admired - and used- on a regular basis. From the finest of
Japanese Porcelain, French Limoges, English Bone China, and
American China...there are literally hundreds, if not thousands,
of styles and patterns to choose from. There are numerous books
written on the subject, or try a "google" search on the history
of tea cups and saucers and you'll find a number of writings on
that subject as well.
Or it may be a selection chosen by you and your soon-to-be
spouse. Perhaps it is from a vintage collection - maybe your
parents, or an antique pattern from your grandparents. Someone,
somewhere, for some reason.... took great care with these pieces
so they could become part of a family's history, a collector's
history, or an individual's preference for their afternoon tea
time. At Footbridge Cove, we believe there is something
especially nice about a collection to call your own. Go ahead
and combine that antique set from your grandmother and display
it as the ‘art' that it really is. Use the vintage wares from
your parents on holidays, and at the same time... start your very
own collection - one to call your own. This collection will
become a partial thumbprint of your life story - a mosaic of
patterns to express your own style, used to enhance the joys of
your daily life. Be it as simple as collecting different colors
of similar patterns or those with one common denominator: the
tea cups may be footed, the saucers scalloped or perhaps varying
makers from the same country. How incredibly wonderful, your
eclectic mix, which speaks chapters about your life and your
style. Yes, it's history for the next generation.
To start your tea time collection we would recommend you browse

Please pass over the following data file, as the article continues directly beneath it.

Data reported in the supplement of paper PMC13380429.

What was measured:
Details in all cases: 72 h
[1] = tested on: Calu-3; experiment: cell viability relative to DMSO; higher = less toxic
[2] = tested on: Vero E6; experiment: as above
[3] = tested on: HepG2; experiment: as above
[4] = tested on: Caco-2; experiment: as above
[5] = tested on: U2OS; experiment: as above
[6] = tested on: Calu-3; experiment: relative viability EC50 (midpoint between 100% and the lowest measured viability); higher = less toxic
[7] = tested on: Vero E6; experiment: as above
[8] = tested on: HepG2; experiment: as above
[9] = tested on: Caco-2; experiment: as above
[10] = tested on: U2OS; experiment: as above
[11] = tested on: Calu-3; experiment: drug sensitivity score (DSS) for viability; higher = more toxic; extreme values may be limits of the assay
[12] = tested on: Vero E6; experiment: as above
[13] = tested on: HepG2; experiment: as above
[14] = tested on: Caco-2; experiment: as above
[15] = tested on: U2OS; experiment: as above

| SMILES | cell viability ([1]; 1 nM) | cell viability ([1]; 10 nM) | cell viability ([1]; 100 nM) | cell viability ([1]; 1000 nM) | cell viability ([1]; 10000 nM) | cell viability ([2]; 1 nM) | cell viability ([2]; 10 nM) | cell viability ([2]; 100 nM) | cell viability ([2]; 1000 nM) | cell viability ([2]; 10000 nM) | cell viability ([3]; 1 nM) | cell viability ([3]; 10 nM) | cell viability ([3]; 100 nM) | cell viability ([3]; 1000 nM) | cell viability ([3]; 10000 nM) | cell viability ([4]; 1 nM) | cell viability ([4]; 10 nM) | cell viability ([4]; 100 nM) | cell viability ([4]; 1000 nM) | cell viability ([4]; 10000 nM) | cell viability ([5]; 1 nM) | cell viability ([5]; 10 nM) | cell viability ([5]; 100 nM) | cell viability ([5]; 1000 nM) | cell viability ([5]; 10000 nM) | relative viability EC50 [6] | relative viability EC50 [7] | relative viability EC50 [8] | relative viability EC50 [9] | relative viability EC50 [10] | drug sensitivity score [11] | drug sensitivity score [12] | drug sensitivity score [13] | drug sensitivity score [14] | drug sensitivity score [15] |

the shops here at Ruby Lane or take in some local garage sales &
flea markets. Just find one tea cup and saucer you love. You
don't have to know anything about it, other than that it appeals
to you and it's priced appropriately for your budget.
At Footbridge Cove we make every effort to price our items below
book, or retail, value. We provide background information with
each listing. We'd love for you to consider us your ‘personal
shopper'. We'll do the leg work for you... and there are no
surprises when doing business at Footbridge Cove, if there are
flaws we describe them and we provide several zoom photos of
each item. We know you can't feel the texture and the fragility
so we give you all the details.
The single most important thought we can pass along regarding
tea cups and saucers is that you don't have to spend much, but
make sure the set you purchase to use regularly, has no crazing,
chips or cracks. This will enhance the value, and longevity of
However..... if you happen to come across a piece you love, but it
is chipped or has a hairline crack, by all means, negotiate a
low and fair price, and buy it for yourself. Contradictory
perhaps, but read on....use this imperfect tea cup and saucer to
collect loose change, keys. How about tiny soaps in the
bathroom, potpourri's, lipsticks, cotton swabs. The multitude of